Dr. Alwan: I think there are two things: Initially some of the products and prototypes did not really take into consideration some of the nuances and characteristics of the older population in terms of usability, ease of installation, etc., so that definitely has been an aspect. Another factor has been the cost and who pays for these technologies. For some of these technologies-especially the ones aimed at healthcare-there is a sense that they need to be covered by insurance or by Medicare or Medicaid and that’s not only the technology part but also to cover healthcare professionals’ time at the back end reviewing the data and recommending appropriate interventions.

Sheehan: How do you work with technology vendors? Do they come to you or do you seek them out? And, does CAST confer some kind of seal of approval for featured vendors?

Resident bathroom within AAHSA’s Idea House outfitted with various technological improvements.

Dr. Alwan: We reach out to vendors who are producing technologies that target this market segment, both the consumer as well as their caregivers, their care professionals, and aging service providers who are part of AAHSA, which interacts with many of these stakeholders. In some cases vendors or new players who come on the market identify us and want to work with us. We do not really provide a seal of approval. What we do is generally raise awareness of available technologies, identify the applicability of these technologies to certain issues that the senior population may experience, and identify the suitability and capability of those types of solutions to the different care settings. We also conduct research to show or document the efficacy and effectiveness of these technologies and identify barriers to their adoption while advocating to remove these barriers.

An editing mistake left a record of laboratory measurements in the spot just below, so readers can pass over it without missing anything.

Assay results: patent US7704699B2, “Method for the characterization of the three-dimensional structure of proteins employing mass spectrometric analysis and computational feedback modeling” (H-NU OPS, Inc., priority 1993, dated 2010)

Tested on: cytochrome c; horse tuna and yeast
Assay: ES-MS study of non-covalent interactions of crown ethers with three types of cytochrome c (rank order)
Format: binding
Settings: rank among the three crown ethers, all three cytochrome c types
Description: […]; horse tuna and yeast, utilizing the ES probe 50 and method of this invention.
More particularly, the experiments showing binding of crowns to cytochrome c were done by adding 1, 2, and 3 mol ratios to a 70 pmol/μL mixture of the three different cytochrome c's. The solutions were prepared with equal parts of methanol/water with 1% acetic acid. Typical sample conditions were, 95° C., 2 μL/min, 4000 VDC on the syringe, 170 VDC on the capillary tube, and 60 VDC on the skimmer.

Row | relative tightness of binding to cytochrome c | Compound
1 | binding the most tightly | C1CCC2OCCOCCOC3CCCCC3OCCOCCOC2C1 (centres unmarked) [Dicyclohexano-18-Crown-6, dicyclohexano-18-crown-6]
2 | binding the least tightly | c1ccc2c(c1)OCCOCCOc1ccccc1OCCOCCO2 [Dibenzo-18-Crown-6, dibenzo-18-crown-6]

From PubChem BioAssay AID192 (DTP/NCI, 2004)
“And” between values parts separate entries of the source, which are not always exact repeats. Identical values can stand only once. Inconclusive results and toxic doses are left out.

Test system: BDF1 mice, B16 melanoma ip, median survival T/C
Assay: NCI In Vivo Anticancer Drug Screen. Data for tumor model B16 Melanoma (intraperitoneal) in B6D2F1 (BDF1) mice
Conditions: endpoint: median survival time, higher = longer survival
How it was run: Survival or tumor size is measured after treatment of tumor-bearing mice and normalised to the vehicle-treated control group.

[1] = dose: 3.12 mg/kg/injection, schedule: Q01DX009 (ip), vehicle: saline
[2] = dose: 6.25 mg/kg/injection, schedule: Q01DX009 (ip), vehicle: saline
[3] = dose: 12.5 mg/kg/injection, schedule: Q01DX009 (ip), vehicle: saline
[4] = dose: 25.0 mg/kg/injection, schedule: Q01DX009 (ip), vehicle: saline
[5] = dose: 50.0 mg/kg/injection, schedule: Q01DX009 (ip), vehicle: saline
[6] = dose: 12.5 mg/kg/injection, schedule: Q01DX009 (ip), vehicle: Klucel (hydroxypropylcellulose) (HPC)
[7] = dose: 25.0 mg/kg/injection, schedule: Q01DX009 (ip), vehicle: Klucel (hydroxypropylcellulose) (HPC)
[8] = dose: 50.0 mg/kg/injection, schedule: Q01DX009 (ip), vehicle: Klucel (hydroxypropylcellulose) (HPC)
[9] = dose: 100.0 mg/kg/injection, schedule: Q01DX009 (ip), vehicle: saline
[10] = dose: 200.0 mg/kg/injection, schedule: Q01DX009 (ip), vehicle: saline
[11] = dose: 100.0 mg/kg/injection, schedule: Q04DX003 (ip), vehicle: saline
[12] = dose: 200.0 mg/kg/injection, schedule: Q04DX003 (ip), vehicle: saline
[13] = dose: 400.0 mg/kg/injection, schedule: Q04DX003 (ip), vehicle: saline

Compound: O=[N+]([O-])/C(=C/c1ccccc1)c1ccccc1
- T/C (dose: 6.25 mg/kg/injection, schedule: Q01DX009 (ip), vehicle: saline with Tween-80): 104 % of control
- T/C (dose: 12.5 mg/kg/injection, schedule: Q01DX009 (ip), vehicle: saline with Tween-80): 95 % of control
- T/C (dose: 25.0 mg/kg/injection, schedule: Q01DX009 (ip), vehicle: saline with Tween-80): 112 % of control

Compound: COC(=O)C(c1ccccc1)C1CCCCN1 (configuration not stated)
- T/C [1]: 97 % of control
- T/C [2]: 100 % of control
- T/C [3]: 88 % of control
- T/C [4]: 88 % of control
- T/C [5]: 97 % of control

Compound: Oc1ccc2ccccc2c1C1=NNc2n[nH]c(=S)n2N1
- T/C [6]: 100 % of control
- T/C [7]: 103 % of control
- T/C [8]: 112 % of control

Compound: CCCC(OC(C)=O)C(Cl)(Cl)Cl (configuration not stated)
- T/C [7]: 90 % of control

Sheehan: Can you describe some of the barriers?

Dr. Alwan: I think with the healthcare-oriented technologies, one of the bigger barriers of course is reimbursement for not just the technologies but for the time of professionals who will be engaged in reviewing activities. The other barrier is of course the consumer market; it will require starting with the want rather than the need, because if people want something they will pay for it out of pocket. You are not waiting for the reimbursement or for somebody else to say they’ll pay for this. And that could be a strategy for getting these technologies out-and that’s why you see that the fastest growing segment on the Internet are seniors-they are adopting smart phones and iPads as fast as the younger generations. In one of our studies we found 80% of participants use a cell phone regularly-and the average age is over 73 years. And those are low-income seniors who go to a senior center for nutrition assistance. But they have cell phones.

Sheehan: Are there some specific technologies you find exciting and innovative for the long-term community?